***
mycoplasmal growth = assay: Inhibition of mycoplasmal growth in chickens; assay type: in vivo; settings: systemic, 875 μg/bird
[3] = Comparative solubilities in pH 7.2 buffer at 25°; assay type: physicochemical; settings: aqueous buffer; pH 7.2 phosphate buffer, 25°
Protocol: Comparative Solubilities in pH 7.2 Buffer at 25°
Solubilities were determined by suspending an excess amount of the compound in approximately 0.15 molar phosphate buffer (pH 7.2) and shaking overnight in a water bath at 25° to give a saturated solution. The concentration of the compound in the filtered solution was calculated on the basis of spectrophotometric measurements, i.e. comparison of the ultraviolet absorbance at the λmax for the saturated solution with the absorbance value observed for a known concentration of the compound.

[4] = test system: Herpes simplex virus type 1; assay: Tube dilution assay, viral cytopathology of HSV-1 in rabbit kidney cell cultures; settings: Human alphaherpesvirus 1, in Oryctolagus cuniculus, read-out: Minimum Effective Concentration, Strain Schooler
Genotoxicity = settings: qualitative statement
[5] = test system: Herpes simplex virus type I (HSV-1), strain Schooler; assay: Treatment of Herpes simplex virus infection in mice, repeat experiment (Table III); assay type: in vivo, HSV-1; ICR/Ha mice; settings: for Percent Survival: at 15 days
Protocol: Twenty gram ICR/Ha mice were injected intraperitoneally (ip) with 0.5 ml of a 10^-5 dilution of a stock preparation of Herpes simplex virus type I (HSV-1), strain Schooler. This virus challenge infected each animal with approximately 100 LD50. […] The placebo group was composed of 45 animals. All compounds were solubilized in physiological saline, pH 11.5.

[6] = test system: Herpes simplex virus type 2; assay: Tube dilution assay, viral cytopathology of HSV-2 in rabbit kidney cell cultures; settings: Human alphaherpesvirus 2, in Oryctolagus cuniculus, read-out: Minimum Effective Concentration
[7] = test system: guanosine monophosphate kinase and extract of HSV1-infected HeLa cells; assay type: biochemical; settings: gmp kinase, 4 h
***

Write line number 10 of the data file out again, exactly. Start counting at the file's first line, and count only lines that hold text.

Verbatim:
[7] = test system: guanosine monophosphate kinase and extract of HSV1-infected HeLa cells; assay type: biochemical; settings: gmp kinase, 4 h